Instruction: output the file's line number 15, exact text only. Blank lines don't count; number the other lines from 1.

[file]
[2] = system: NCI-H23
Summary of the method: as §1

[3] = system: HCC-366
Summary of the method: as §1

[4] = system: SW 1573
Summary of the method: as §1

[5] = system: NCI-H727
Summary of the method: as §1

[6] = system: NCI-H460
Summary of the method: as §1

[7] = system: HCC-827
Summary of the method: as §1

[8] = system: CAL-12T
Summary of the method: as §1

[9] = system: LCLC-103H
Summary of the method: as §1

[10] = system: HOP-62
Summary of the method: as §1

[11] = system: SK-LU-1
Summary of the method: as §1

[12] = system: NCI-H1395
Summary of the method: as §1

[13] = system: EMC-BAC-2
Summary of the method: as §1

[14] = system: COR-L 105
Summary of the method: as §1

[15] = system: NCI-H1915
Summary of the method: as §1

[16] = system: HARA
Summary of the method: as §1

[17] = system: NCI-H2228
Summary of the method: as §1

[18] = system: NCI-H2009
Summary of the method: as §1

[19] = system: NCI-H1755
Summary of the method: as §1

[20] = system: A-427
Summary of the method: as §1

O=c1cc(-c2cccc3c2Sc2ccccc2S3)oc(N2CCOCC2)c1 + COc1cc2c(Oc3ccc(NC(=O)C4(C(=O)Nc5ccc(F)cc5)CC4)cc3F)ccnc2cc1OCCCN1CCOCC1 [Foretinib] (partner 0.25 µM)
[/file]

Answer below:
[9] = system: LCLC-103H